The adventures of me trying to DIY bleach my sweater pt.1.
I wanted to start with a logo before trying more and chose this one.
Everything went well until i saw that damn bleed out of the lightnings (left) from the mic. Of course something had to go wrong haha (i hope i can fix them somehow)
The mic and podcast font isn’t finished yet. I need to draw them by brush strokes.
It’s the first layer of bleach, so the logo is pretty dark atm (kinda rusty red). I am going to wash it, then bleach again until the logo is white-ish. Then i ’ll add some splatter, drops etc around it, maybe even dip dye/bleach.
I was really sad when I had to remove my fairy tail vinyl off my car. But when I woke up this morning I found this breathtaking beauty. Even with the sticker gone fairy tail will always be there, and will forever hold a special place in my heart♥♥♥
Don’t judge a book by its cover. That’s how the saying goes,
isn’t it? But in truth, that’s rubbish. (Note: I know, I know. It’s not talking
about an actual book with an actual cover, but let’s just pretend it
is.) The fact is, a book’s cover is its sales pitch even before the reader chances
upon the blurb. As a result, a lot goes on behind the scenes – from filling out questionnaires
to liaising with designers to a spree of back and forth emails – to turn out a
Here are some examples of beautiful covers on the YA shelf.
Stage One: filling out a
cover sheet. These come straight from the designer and touch on all sorts of helpful questions,
like: describe the main character in 50 words or less, including age and hair
colour, blah, blah, blah. Here, the author gets to pound out all the little
details that have been swirling around in their head. Also, this is their
chance to make sure the designer knows what not
to do. For instance, when I was giving pointers for UNTOUCHABLE’s jacket, I
mentioned I didn’t want faces glaring at me on the cover. I think faces
distract the reader, not to mention interfere with the movie in their head, but
that’s just me. (It also doesn’t help that a lot of stock models pull weird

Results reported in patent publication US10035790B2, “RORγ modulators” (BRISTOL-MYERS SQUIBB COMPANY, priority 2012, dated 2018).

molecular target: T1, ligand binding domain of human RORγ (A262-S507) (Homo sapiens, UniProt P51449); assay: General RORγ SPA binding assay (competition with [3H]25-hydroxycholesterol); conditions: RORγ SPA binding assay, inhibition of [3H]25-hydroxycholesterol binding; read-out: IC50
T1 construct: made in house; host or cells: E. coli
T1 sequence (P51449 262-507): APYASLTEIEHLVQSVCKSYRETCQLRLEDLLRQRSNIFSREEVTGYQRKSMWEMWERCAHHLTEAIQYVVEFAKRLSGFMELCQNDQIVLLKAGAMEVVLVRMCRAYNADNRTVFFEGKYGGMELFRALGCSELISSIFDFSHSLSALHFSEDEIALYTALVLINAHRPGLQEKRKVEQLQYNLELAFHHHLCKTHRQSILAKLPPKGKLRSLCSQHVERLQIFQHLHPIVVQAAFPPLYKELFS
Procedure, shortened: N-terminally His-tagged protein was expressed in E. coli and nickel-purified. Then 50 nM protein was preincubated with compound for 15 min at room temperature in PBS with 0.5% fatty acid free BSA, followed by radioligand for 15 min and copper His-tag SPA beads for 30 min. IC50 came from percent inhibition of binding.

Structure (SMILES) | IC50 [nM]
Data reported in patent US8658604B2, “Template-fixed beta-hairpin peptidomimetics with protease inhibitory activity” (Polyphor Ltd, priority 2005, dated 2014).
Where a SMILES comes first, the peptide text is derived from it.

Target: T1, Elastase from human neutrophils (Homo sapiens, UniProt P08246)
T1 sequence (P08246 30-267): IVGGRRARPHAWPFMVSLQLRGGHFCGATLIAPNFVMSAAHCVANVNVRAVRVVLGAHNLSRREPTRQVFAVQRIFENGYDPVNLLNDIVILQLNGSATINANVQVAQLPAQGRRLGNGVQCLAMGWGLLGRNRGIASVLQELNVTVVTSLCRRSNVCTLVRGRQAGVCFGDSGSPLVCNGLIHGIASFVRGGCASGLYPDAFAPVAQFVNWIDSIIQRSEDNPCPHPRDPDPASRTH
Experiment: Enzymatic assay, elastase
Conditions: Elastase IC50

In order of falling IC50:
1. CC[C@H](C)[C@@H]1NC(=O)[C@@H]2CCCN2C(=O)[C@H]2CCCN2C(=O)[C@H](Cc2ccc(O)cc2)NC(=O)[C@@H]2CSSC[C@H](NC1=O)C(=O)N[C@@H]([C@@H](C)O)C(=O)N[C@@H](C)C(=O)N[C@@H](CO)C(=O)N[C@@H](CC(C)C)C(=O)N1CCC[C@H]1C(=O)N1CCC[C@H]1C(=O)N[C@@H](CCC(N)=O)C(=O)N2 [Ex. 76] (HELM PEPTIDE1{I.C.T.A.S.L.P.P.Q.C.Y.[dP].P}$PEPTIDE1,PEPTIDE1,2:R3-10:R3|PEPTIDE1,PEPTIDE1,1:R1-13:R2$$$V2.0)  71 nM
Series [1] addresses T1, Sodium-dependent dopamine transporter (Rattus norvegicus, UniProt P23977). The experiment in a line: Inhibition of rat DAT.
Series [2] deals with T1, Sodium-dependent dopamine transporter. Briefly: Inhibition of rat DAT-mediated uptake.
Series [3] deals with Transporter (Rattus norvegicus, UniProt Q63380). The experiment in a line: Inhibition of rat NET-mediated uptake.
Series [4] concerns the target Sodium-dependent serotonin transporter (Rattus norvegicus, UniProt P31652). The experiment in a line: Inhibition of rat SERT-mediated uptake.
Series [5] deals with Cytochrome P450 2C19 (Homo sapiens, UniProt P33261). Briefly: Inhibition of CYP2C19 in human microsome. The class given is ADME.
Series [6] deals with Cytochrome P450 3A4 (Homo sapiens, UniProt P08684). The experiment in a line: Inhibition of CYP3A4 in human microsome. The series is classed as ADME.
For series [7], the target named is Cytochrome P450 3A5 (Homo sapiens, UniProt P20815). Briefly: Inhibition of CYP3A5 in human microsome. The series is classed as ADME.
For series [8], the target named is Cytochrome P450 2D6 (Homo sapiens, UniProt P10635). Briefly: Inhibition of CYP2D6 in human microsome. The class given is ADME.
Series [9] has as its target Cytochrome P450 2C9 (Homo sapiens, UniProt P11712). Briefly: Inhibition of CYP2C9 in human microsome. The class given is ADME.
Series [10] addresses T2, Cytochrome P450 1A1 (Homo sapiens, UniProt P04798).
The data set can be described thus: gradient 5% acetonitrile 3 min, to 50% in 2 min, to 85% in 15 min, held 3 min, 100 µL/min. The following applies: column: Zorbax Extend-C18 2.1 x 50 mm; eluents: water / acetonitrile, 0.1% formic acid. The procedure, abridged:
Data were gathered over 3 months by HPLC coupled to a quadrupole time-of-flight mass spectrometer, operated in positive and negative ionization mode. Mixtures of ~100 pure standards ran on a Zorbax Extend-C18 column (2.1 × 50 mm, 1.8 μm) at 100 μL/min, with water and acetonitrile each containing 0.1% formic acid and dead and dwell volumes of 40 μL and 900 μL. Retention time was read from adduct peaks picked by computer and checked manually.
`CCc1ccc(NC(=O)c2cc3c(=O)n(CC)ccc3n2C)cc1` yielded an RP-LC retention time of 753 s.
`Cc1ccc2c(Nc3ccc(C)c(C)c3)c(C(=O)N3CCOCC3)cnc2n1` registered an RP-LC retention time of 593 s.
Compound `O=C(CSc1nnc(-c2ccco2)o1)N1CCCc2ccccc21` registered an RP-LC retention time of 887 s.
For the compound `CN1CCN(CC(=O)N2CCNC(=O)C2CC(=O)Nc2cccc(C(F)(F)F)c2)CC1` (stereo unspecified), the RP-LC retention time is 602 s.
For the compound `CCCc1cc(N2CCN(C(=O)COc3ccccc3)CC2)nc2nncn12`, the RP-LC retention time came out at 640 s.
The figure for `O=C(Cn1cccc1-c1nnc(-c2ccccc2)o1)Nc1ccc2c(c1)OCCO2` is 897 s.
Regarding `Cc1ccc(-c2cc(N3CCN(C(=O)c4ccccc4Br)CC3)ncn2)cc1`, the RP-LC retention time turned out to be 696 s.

expressions, like the photographer just farted and they’re trying not to show
Stage Two: seeing the draft
for the first time. It goes a little something like this: author opens email,
clicks on image attachment. Proceeds to squeal and jump up and down. Gets
tired, parks in front of the computer and studies the cover, sharply assessing
for chinks. I made sure to shoot the mock-up over to some author pals of mine
to see what their thoughts were. In the end, I only came up with one criticism,
which was to bleach the publisher’s logo in the top left corner. (Some
publishers, especially romance publishers, like to adorn their covers with
their trademark logo, but that doesn’t mean I wanted it popping out at me.)
Check out the original, raw
Stage Three: submitting the
final version of the cover for approval. Your publisher might have it written into your contract
that they get final say on the cover. Mine did. At any rate, the higher-ups loved
it, with their one mandate being that the logo didn’t look too faded. It still needed to be visible. That was fine with me.
Here’s what the designer
came up with. (This is the final version.)
it awesome? I think so. I was fortunate enough to snag April Martinez for my
cover, who’s like the Vera Wang of cover designers. She incorporated most of my
suggestions, including links to sample stock models I flagged, and added some
of her own into the mix. She wasn’t comissioned to design a back cover because
UNTOUCHABLE is an eBook and doesn’t need one, but I imagine if it had gone to
print, there’d be a similar process for the full wrap. Although there are
horror stories floating around out there, for me, drinking in the cover for the
first time was hands down the coolest part of getting published.